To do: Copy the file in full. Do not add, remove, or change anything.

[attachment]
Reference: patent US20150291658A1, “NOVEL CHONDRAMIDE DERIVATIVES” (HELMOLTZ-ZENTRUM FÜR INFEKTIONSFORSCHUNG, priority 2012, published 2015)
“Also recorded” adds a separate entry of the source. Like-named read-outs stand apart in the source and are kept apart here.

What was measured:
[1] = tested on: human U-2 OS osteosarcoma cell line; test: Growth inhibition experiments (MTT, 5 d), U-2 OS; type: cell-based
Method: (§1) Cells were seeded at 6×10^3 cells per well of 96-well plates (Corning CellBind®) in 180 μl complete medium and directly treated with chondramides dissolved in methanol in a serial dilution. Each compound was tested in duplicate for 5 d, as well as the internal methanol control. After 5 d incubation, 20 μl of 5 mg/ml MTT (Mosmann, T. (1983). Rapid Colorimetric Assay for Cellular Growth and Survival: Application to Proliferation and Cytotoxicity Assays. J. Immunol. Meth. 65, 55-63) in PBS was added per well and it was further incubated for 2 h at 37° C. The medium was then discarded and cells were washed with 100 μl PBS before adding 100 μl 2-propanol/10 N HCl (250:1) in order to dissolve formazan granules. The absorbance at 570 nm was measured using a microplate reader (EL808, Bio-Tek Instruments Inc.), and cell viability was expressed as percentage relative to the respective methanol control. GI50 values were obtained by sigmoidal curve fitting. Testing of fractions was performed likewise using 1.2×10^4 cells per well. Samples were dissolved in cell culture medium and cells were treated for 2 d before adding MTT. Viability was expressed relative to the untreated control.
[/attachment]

Reference: patent US20150291658A1, “NOVEL CHONDRAMIDE DERIVATIVES” (HELMOLTZ-ZENTRUM FÜR INFEKTIONSFORSCHUNG, priority 2012, published 2015)
“Also recorded” adds a separate entry of the source. Like-named read-outs stand apart in the source and are kept apart here.

What was measured:
[1] = tested on: human U-2 OS osteosarcoma cell line; test: Growth inhibition experiments (MTT, 5 d), U-2 OS; type: cell-based
Method: (§1) Cells were seeded at 6×10^3 cells per well of 96-well plates (Corning CellBind®) in 180 μl complete medium and directly treated with chondramides dissolved in methanol in a serial dilution. Each compound was tested in duplicate for 5 d, as well as the internal methanol control. After 5 d incubation, 20 μl of 5 mg/ml MTT (Mosmann, T. (1983). Rapid Colorimetric Assay for Cellular Growth and Survival: Application to Proliferation and Cytotoxicity Assays. J. Immunol. Meth. 65, 55-63) in PBS was added per well and it was further incubated for 2 h at 37° C. The medium was then discarded and cells were washed with 100 μl PBS before adding 100 μl 2-propanol/10 N HCl (250:1) in order to dissolve formazan granules. The absorbance at 570 nm was measured using a microplate reader (EL808, Bio-Tek Instruments Inc.), and cell viability was expressed as percentage relative to the respective methanol control. GI50 values were obtained by sigmoidal curve fitting. Testing of fractions was performed likewise using 1.2×10^4 cells per well. Samples were dissolved in cell culture medium and cells were treated for 2 d before adding MTT. Viability was expressed relative to the untreated control.